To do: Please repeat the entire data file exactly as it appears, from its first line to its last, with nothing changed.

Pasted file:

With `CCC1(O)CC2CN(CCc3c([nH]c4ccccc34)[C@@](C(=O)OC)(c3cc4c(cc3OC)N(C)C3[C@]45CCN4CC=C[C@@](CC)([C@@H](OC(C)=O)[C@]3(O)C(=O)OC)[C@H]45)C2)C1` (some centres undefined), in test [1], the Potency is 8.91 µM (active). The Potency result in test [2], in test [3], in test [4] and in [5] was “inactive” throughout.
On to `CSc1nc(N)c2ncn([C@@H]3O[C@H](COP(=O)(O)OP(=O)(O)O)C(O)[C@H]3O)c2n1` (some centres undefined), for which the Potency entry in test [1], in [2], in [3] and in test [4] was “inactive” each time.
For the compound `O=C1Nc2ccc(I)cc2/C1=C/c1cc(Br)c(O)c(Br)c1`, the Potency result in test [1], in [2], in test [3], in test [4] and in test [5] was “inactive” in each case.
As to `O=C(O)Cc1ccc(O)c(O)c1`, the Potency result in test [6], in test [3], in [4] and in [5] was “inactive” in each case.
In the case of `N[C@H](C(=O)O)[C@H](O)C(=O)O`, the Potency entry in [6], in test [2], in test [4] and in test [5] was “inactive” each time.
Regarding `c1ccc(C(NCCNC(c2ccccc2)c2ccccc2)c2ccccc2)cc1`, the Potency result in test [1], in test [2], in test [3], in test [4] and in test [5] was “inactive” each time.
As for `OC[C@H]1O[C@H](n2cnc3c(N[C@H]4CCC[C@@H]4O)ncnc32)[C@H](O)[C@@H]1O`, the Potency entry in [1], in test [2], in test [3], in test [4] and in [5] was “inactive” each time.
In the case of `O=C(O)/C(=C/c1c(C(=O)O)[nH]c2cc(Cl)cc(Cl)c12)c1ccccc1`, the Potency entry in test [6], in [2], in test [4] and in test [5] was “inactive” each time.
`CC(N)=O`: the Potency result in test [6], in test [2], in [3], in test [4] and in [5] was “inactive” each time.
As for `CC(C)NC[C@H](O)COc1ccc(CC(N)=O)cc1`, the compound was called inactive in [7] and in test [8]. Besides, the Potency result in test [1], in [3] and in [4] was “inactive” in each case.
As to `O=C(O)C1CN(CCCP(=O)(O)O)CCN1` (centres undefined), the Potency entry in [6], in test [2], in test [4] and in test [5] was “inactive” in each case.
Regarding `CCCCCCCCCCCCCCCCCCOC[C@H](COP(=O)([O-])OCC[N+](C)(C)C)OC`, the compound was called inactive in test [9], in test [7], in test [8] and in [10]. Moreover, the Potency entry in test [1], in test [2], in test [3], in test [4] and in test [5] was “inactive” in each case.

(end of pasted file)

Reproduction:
With `CCC1(O)CC2CN(CCc3c([nH]c4ccccc34)[C@@](C(=O)OC)(c3cc4c(cc3OC)N(C)C3[C@]45CCN4CC=C[C@@](CC)([C@@H](OC(C)=O)[C@]3(O)C(=O)OC)[C@H]45)C2)C1` (some centres undefined), in test [1], the Potency is 8.91 µM (active). The Potency result in test [2], in test [3], in test [4] and in [5] was “inactive” throughout.
On to `CSc1nc(N)c2ncn([C@@H]3O[C@H](COP(=O)(O)OP(=O)(O)O)C(O)[C@H]3O)c2n1` (some centres undefined), for which the Potency entry in test [1], in [2], in [3] and in test [4] was “inactive” each time.
For the compound `O=C1Nc2ccc(I)cc2/C1=C/c1cc(Br)c(O)c(Br)c1`, the Potency result in test [1], in [2], in test [3], in test [4] and in test [5] was “inactive” in each case.
As to `O=C(O)Cc1ccc(O)c(O)c1`, the Potency result in test [6], in test [3], in [4] and in [5] was “inactive” in each case.
In the case of `N[C@H](C(=O)O)[C@H](O)C(=O)O`, the Potency entry in [6], in test [2], in test [4] and in test [5] was “inactive” each time.
Regarding `c1ccc(C(NCCNC(c2ccccc2)c2ccccc2)c2ccccc2)cc1`, the Potency result in test [1], in test [2], in test [3], in test [4] and in test [5] was “inactive” each time.
As for `OC[C@H]1O[C@H](n2cnc3c(N[C@H]4CCC[C@@H]4O)ncnc32)[C@H](O)[C@@H]1O`, the Potency entry in [1], in test [2], in test [3], in test [4] and in [5] was “inactive” each time.
In the case of `O=C(O)/C(=C/c1c(C(=O)O)[nH]c2cc(Cl)cc(Cl)c12)c1ccccc1`, the Potency entry in test [6], in [2], in test [4] and in test [5] was “inactive” each time.
`CC(N)=O`: the Potency result in test [6], in test [2], in [3], in test [4] and in [5] was “inactive” each time.
As for `CC(C)NC[C@H](O)COc1ccc(CC(N)=O)cc1`, the compound was called inactive in [7] and in test [8]. Besides, the Potency result in test [1], in [3] and in [4] was “inactive” in each case.
As to `O=C(O)C1CN(CCCP(=O)(O)O)CCN1` (centres undefined), the Potency entry in [6], in test [2], in test [4] and in test [5] was “inactive” in each case.
Regarding `CCCCCCCCCCCCCCCCCCOC[C@H](COP(=O)([O-])OCC[N+](C)(C)C)OC`, the compound was called inactive in test [9], in test [7], in test [8] and in [10]. Moreover, the Potency entry in test [1], in test [2], in test [3], in test [4] and in test [5] was “inactive” in each case.